FAST FACTS: How does the Safe Spaces Act protect you?

The Safe Spaces Act enacted earlier this year now has implementing rules and regulations in force.

It is closely related to the first Anti-Sexual Harassment Act (RA 7877) of 1995.

This “Bawal Bastos” law penalizes catcalling, wolf-whistling, misogynistic and homophobic slurs, unwanted sexual advances, and other forms of sexual harassment in public places, workplaces, schools, as well as in online spaces.

According to Sentro ng Alternatibong Lingap Panligal (Saligan) lawyer JC Tejano, safe spaces only used to mean private property. When the 1995 law came out, safe spaces were expanded to the public domain – legally described to be in work, educational, and training facilities. 

The new Safe Spaces Act expands them even further, to public spaces like streets and malls, and even in cyberspace.

How is it different from the old law?

The original law has a limited definition of sexual harassment and who can be considered the offender.

The first definition of sexual harassment is as follows: “…committed by an employer, employee, manager, supervisor, agent of the employer, teacher, instructor, professor, coach, trainor, or any other person who, having authority, influence or moral ascendancy over another in a work or training or education environment, demands, requests or otherwise requires any sexual favor from the other, regardless of whether the demand, request or requirement for submission is accepted by the object of said Act.”

Only persons in authority could be charged as offenders. There are no provisions for harassment by subordinates or peers.

Now anyone can be an offender.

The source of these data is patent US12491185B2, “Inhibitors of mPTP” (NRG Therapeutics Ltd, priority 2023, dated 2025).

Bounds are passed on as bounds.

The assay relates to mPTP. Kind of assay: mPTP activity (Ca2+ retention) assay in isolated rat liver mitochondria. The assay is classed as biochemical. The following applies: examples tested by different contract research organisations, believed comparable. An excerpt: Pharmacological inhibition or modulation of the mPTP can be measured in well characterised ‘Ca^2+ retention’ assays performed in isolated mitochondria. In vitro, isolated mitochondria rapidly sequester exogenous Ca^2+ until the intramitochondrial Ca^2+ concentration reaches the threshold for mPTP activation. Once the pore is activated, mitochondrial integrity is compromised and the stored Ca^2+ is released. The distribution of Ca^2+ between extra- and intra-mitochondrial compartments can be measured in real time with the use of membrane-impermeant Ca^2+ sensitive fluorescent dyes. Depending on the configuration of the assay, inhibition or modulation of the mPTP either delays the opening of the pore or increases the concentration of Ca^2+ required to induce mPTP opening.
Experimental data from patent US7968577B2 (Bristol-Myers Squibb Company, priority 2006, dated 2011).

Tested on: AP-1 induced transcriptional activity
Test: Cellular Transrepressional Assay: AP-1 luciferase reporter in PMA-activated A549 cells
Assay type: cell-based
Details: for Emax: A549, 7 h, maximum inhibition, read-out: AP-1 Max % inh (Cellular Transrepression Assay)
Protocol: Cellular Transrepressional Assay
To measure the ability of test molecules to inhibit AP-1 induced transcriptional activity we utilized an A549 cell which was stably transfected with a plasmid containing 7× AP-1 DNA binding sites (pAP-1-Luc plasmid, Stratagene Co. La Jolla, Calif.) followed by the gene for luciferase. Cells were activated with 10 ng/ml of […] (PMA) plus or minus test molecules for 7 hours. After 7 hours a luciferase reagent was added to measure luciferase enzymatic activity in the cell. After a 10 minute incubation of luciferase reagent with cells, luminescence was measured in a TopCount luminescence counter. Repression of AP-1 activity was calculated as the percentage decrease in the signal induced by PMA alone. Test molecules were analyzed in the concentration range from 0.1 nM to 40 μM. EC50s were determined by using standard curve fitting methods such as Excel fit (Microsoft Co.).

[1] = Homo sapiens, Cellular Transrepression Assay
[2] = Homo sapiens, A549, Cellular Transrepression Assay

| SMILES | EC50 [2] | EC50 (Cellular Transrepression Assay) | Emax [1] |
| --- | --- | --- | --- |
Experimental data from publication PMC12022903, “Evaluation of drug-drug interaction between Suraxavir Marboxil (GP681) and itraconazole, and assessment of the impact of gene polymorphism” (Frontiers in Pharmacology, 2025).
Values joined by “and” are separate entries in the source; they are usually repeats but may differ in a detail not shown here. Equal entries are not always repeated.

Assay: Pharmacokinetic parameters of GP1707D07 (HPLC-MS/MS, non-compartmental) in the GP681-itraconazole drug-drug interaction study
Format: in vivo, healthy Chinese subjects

The Safe Spaces Act covers even sexist, homophobic, and transphobic remarks. That means you can file a case against someone who says something like, "Ang mga bakla, pang-parlor lang dapat 'yan eh. (Gay men belong to hair salons.)"

The new law does not supersede the original Anti-Sexual Harassment Act. If someone’s offense qualifies under both the Safe Spaces and Anti-Sexual Harassment acts, they can be charged for counts under both laws. Offenses can also intersect other laws like the Anti-Violence Against Women and Children Act.

Sexual harassment in streets and public spaces

Before the law was enacted, an offense could be committed only in a workplace, educational, or training environment. 

Now there are more physical spaces that are under the protection of the law. Gender-based sexual harassment in streets and public spaces is committed "through any unwanted and uninvited sexual actions or remarks against any person regardless of the motive for committing such action or remarks."

The law protects you if you are harassed in any of the following public spaces:

  • Streets and alleys, public parks
  • Schools, buildings, malls, bars, restaurants
  • Transportation terminals, public markets
  • Spaces used as evacuation centers
  • Government offices
  • Public utility vehicles as well as private vehicles covered by app-based transport network services
  • Other recreational spaces such as, but not limited to, cinema halls, theaters, and spas

Despite these physical spaces specified under the law, Tejano said safe spaces “follow persons.” Whether you are in a private or public place, you have a safe, inviolable, space around your body that can only be entered with your consent, online, or offline.